The study of the systematic history and geographic variation of the Black-vented Shearwater, a seabird commonly found in the eastern Pacific Ocean, provides valuable insights into the evolution of marine ecosystems. This article will explore the Black-vented Shearwater’s systematics history, geographic variation, subspecies, and related species, as well as historical changes to its distribution.

Systematics History

The Black-vented Shearwater (Puffinus opisthomelas) is a member of the petrel family, Procellariidae, which comprises approximately 100 species of seabirds. The earliest known record of the bird’s discovery was by Juan Ladrillero on his 1557-59 voyage to the Pacific coast of Chile.

The species was first formally identified by French naturalist Philibert Commerson in 1785 based on a specimen collected on his circumnavigation of the globe with Louis Antoine de Bougainville.

Geographic Variation

The geographic variation of the Black-vented Shearwater has been a subject of scientific study for many years. The species is distributed throughout the eastern Pacific Ocean, ranging from the southern part of Alaska to Baja California, Mexico in the north, and from Peru to Chilo Island, Chile in the south.

The species also shows differences in its migratory patterns, with some populations being resident year-round and others being migratory over short or long distances.

Subspecies

The Black-vented Shearwater is further divided into several subspecies, each of which exhibits unique characteristics. The nominotypical subspecies, Puffinus opisthomelas opisthomelas, is found off the coast of Chile.

Puffinus opisthomelas columbinus, which is found off the coast of California, has a different plumage and a smaller bill compared to other subspecies. Puffinus opisthomelas kermadecensis from the Kermadec Islands, and Puffinus opisthomelas opisthoproctus from Mexico, have similar plumage but differ in the size of their bills and wings.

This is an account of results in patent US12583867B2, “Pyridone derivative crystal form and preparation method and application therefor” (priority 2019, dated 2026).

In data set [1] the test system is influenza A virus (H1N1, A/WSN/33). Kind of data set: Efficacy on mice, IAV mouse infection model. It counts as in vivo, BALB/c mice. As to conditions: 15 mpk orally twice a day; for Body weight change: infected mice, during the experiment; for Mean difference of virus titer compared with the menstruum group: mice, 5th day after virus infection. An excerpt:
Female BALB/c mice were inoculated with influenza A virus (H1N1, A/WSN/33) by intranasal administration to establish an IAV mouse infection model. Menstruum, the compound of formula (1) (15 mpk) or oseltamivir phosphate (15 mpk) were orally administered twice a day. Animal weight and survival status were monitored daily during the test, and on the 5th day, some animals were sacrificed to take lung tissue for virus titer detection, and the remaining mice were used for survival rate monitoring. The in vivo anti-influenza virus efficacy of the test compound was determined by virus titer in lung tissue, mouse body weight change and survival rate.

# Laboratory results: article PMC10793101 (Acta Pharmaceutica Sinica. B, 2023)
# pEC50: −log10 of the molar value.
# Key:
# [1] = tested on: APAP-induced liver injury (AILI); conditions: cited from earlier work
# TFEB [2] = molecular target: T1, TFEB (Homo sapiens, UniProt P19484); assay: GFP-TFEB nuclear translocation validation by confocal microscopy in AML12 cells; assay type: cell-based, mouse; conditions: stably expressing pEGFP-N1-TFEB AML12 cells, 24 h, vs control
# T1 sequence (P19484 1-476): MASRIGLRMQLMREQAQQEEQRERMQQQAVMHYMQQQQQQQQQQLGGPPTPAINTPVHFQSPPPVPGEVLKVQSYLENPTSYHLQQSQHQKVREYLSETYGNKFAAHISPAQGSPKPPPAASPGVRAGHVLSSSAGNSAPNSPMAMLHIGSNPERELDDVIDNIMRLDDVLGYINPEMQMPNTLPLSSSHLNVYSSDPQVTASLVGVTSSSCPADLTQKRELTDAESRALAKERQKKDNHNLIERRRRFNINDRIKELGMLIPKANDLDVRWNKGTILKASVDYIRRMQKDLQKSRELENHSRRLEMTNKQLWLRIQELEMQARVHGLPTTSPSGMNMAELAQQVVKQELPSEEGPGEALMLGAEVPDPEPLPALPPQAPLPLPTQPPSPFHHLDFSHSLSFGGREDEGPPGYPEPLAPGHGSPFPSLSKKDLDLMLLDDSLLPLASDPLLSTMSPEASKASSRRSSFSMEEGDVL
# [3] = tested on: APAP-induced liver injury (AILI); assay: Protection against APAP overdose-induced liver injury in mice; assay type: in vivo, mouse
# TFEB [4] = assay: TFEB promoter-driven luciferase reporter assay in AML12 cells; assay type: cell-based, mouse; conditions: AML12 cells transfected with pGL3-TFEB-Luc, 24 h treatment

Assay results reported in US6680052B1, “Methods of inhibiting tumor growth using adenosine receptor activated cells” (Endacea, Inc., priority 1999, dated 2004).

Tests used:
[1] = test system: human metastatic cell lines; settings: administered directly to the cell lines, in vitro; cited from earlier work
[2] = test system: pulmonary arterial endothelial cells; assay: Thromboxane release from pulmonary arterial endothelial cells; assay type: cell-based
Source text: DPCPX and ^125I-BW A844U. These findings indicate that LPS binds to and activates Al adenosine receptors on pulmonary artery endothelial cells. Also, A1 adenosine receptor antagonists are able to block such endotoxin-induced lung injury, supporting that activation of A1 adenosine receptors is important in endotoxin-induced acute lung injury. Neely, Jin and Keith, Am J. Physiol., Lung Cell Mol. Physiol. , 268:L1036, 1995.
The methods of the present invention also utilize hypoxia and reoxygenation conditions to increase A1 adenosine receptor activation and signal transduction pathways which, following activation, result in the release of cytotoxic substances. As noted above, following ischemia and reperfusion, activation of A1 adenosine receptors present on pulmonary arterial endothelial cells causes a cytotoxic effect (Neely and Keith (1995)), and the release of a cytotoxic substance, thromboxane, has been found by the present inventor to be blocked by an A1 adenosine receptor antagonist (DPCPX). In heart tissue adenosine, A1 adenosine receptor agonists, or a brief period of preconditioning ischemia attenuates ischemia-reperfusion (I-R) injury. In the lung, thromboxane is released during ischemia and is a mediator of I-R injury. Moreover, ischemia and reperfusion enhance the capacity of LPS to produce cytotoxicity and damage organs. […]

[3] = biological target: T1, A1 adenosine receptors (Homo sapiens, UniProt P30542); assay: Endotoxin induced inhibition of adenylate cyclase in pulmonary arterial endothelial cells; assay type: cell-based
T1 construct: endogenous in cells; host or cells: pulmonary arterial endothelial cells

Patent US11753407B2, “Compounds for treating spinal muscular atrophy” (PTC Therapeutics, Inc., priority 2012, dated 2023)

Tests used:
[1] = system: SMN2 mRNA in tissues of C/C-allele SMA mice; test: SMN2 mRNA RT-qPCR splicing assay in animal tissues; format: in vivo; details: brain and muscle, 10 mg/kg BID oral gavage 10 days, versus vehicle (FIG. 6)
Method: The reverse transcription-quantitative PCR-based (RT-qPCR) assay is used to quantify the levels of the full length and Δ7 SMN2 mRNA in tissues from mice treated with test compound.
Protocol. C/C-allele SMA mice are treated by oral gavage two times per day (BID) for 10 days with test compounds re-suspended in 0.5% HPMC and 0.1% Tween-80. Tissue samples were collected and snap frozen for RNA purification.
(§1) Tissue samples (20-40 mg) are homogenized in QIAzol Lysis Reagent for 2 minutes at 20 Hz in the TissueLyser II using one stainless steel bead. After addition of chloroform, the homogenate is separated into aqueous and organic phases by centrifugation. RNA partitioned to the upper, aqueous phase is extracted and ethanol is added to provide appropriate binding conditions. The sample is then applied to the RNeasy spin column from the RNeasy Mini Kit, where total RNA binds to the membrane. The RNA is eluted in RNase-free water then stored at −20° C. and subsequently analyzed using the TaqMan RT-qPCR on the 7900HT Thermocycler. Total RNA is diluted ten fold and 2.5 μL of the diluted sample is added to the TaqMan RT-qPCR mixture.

Related Species

The Black-vented Shearwater is closely related to several other species of shearwaters, including the Wedge-tailed Shearwater and the Flesh-footed Shearwater. The Wedge-tailed Shearwater (Ardenna pacifica) is a slightly larger seabird with a more robust bill and darkened underparts.

Flesh-footed Shearwater (Ardenna carneipes) is a larger and darker bird with pink feet and bill. These three species are similar in behavior, diet, and general appearance, with the Black-vented Shearwater exhibiting prominent white belly and black upperparts prominently, compared to the other species.

Historical Changes to Distribution

Historical changes to the distribution of the Black-vented Shearwater have been recorded due to various factors such as climate change, human activity, and the introduction of predators to previously uninhabited islands. For example, fossil records suggest that the species may have once had a much wider range, with evidence of populations in New Zealand and South Africa.